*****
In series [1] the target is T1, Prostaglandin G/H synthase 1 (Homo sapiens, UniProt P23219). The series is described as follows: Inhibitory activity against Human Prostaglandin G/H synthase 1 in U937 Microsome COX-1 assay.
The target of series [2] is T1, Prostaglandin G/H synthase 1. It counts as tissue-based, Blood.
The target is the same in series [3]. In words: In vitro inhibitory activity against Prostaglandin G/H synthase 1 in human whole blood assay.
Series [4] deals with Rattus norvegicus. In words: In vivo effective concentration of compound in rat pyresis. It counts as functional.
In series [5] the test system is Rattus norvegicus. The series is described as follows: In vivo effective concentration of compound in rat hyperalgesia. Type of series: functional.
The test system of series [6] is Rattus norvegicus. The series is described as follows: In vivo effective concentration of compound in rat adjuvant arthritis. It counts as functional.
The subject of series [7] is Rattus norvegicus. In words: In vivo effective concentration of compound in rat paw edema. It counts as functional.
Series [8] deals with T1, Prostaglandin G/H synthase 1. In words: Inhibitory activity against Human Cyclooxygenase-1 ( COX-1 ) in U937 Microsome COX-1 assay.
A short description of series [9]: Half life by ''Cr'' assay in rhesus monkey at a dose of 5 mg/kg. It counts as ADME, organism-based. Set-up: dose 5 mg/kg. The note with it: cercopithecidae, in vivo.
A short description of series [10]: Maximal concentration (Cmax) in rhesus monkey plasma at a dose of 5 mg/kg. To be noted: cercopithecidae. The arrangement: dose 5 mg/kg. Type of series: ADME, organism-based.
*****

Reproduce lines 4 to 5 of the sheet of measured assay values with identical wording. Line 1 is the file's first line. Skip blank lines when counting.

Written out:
Series [4] deals with Rattus norvegicus. In words: In vivo effective concentration of compound in rat pyresis. It counts as functional.
In series [5] the test system is Rattus norvegicus. The series is described as follows: In vivo effective concentration of compound in rat hyperalgesia. Type of series: functional.